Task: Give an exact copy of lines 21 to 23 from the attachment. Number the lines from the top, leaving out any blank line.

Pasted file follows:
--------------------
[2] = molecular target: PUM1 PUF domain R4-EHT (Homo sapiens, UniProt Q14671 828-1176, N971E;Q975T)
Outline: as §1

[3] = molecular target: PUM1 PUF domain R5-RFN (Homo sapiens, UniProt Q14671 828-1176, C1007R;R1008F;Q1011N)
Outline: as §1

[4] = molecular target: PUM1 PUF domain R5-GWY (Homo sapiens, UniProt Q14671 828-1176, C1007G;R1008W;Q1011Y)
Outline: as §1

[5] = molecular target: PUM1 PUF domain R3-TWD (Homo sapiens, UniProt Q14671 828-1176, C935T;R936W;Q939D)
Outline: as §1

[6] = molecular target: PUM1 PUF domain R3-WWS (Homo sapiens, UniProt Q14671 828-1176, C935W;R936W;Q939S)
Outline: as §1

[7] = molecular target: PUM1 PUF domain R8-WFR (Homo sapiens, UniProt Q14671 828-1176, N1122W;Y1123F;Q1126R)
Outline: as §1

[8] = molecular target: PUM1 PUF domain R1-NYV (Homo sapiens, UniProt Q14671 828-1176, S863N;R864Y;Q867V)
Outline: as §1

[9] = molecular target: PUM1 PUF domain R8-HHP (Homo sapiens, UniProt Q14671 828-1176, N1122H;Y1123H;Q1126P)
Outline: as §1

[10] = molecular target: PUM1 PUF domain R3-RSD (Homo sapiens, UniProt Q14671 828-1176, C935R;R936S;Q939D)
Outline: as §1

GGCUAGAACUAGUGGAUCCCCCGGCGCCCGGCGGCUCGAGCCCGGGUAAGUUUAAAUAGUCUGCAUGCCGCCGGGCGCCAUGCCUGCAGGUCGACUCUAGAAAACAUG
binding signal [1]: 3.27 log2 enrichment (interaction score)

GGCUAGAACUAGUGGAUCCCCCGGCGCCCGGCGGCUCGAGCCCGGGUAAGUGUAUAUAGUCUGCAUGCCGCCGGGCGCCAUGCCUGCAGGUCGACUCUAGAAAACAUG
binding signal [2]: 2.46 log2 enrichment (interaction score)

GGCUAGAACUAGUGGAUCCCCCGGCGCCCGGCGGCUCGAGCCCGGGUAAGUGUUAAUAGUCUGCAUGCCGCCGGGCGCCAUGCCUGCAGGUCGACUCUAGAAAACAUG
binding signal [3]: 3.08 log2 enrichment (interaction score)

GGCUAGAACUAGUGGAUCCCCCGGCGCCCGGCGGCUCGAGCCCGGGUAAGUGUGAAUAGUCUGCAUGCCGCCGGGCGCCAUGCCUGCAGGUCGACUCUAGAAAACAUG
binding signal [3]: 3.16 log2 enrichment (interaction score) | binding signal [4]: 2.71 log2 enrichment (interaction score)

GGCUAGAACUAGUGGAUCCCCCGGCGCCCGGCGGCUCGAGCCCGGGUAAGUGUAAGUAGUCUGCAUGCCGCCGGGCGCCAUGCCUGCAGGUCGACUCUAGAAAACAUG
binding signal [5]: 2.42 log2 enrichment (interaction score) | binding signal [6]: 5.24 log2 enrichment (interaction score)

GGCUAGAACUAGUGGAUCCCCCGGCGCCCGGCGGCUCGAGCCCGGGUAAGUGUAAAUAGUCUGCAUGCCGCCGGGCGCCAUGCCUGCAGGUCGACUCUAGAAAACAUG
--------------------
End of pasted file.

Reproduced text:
GGCUAGAACUAGUGGAUCCCCCGGCGCCCGGCGGCUCGAGCCCGGGUAAGUGUAUAUAGUCUGCAUGCCGCCGGGCGCCAUGCCUGCAGGUCGACUCUAGAAAACAUG
binding signal [2]: 2.46 log2 enrichment (interaction score)

GGCUAGAACUAGUGGAUCCCCCGGCGCCCGGCGGCUCGAGCCCGGGUAAGUGUUAAUAGUCUGCAUGCCGCCGGGCGCCAUGCCUGCAGGUCGACUCUAGAAAACAUG